Dateline: Australia & Sweden
From: Dads On the Air
Via: The Honor Network
The Pink Police
Priority News Exchange Program News Item (PNEP)
Well with so many PC types running around getting everyone to be fair (under their distorted view), it was only a matter of time before they came after little girls that want to wear pink. I’m all for girls learning to “do more” and “talk & pose less” (with the added limitation it not bring down our boys wholesale as a matter of course, which seems to almost always be the case). Read these 2 artilces from Australia & Sweden and note the obsession to fashion as they want to diminish fashion.
How do you get little girls to do more when you make them second guess about what they wear (to be more PC) even as you lie to yourself (as you obsess about fashion and style) in complaining about how girls & women shouldn’t be taught to be obsessed with fashion and style??? It is all very girlie to me. Maybe if you want girls not be fashion obsessed brain deads you should ignore fashion and style as much as possible, and in books and culture suggest playing down such things and make every girl & boy wear brown or gray pants suits like Hillary. Or just not pay much attention to it and center on deeds and character. Yet this seem to be too hard to grasp as compared to the feminists need to redesign girls clothes in an effort to teach girls to not be obsessed with clothes???? Yet amid all this anxiety, we seem to be overlooking the pink elephant in the nursery, the one in fairy wings and a tiara. Like raunch culture, the fairy princess aesthetic and its associated paraphernalia serve to entrench an extremely narrow idea of femininity, impressing on young girls that they are pretty, flighty little objects to be admired and marvelled at, rather than active young things seeking out adventure. This reinforces a passive understanding of what it is to be female, encouraging fantasies that are focused less on action, and far more on how you look. Of course, fairies and princesses can have adventures, but hyper-feminised modes of dressing put the focus squarely on appearance, teaching girls that self-worth is measured by how pretty you are, and not by what you do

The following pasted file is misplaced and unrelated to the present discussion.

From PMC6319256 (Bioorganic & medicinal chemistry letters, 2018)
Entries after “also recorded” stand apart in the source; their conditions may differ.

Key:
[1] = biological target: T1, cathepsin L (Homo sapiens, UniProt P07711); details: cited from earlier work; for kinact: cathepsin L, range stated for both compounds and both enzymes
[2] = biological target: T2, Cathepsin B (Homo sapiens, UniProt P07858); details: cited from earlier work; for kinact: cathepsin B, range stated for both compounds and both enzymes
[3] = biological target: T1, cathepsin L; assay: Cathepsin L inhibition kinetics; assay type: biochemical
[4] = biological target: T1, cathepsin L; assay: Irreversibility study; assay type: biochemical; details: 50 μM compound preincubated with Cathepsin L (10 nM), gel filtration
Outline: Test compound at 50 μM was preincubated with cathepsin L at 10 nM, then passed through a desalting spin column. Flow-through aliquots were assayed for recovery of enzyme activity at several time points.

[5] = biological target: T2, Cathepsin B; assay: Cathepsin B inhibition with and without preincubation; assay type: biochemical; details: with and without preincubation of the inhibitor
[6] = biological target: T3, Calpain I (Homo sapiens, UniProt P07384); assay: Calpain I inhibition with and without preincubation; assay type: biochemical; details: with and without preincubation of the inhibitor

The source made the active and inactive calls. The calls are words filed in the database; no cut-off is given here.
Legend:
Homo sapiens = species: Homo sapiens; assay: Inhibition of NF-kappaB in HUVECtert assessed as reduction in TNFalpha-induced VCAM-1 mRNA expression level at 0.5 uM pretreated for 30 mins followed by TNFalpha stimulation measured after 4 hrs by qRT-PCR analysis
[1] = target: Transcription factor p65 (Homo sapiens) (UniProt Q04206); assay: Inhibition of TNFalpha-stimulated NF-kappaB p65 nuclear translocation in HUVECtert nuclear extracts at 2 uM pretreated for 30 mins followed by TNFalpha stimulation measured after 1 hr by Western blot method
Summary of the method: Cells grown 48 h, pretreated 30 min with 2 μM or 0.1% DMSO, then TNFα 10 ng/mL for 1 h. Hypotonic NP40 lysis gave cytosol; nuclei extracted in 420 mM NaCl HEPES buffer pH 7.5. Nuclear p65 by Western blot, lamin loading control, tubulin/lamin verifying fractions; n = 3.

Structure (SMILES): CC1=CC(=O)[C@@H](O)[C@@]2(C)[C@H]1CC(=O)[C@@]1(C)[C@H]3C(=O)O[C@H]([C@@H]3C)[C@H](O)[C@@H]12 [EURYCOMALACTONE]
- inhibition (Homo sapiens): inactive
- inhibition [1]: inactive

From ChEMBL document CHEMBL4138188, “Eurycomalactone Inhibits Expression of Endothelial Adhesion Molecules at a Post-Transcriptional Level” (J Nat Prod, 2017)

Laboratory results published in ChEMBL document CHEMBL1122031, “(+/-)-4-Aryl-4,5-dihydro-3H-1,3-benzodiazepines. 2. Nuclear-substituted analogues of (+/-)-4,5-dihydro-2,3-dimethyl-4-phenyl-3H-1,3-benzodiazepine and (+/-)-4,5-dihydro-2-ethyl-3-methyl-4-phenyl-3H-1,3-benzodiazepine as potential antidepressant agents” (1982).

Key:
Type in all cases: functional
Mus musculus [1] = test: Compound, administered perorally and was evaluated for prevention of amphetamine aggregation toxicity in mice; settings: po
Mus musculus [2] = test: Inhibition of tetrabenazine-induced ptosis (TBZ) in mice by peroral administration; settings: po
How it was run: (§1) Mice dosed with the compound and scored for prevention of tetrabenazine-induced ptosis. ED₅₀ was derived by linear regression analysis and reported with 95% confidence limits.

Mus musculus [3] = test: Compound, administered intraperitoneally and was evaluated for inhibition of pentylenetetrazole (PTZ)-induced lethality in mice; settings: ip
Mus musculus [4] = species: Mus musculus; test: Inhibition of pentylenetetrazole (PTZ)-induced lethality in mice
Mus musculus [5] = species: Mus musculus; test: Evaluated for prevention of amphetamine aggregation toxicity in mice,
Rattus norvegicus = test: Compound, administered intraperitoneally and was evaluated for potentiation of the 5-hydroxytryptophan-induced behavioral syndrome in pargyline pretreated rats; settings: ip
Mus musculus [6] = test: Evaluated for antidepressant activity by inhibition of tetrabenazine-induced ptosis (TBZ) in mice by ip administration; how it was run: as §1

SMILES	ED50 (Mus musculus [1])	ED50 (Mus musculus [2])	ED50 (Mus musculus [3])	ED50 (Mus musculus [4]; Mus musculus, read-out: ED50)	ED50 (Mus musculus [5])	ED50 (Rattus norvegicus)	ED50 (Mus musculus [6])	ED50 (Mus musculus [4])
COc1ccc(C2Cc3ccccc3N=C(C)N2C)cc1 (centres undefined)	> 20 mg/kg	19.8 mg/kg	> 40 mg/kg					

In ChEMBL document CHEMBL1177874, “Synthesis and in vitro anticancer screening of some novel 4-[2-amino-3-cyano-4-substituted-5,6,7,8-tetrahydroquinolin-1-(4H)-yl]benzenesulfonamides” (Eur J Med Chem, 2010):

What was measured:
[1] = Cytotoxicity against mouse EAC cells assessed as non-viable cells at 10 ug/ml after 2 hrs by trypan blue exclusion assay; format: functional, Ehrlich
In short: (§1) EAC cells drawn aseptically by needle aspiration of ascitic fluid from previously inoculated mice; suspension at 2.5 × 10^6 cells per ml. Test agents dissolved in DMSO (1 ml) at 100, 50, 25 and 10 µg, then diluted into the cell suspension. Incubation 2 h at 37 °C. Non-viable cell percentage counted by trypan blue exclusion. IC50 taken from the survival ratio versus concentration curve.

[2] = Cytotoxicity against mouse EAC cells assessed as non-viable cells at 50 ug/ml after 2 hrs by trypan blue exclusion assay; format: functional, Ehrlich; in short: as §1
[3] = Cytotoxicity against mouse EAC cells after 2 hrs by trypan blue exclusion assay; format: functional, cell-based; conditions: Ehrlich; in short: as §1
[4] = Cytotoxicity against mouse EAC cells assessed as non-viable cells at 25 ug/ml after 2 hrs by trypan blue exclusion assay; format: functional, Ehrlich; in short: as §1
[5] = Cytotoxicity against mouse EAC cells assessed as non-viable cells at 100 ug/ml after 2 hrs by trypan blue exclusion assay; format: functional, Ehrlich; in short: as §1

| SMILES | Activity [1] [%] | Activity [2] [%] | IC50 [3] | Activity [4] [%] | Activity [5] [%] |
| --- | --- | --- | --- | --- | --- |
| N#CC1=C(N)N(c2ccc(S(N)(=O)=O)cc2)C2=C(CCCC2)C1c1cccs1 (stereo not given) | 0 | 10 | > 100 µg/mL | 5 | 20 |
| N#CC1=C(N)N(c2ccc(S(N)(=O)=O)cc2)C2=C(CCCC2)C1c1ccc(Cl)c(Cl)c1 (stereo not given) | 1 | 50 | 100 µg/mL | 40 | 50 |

One of Olika's illustrators, Per Gustavsson, has publicly criticized the publisher's request to change the colour of a girl's T-shirt from its original pink in one book, while questions have been raised about the interest of portraying homosexual parents in another book when the fact is not important to the story line.
"We are trying to break a pattern," Tomicic responds, insisting that it is important to show children that there are many natural alternatives to traditional ways of describing gender roles, including the colours girls and boys wear, and family structures.